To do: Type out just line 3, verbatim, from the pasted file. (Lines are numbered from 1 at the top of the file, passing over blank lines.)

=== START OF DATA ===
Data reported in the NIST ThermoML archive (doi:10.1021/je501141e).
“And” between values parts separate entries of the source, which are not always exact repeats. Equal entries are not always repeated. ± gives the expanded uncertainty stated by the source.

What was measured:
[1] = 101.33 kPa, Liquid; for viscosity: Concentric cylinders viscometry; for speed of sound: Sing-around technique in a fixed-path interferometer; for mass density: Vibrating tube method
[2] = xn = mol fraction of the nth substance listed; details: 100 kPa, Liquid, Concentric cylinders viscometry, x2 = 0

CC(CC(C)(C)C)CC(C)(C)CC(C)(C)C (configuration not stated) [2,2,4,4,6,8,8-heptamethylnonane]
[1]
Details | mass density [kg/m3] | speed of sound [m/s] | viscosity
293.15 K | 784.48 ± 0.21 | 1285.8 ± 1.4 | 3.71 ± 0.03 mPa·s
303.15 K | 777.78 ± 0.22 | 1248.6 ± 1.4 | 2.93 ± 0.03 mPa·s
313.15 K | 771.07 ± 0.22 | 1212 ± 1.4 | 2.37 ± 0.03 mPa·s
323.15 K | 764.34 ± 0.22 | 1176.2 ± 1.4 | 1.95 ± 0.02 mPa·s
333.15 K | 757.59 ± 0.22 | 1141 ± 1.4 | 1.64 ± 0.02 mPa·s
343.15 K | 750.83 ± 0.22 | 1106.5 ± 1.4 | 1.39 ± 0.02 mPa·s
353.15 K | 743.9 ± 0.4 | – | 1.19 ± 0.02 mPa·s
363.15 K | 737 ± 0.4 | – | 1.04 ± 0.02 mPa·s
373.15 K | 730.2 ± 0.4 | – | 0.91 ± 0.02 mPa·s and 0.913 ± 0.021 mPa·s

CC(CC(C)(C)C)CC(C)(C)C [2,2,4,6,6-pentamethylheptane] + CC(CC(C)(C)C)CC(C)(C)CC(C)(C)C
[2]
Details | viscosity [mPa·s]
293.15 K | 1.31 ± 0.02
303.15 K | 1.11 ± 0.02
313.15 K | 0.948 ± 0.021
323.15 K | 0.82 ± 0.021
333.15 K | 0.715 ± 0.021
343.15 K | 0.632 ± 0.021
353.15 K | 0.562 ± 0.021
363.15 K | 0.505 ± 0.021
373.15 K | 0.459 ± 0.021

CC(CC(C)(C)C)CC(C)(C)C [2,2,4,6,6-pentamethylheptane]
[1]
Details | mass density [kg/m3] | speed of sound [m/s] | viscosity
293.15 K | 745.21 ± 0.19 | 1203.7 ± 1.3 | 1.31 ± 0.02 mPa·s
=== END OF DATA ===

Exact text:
What was measured: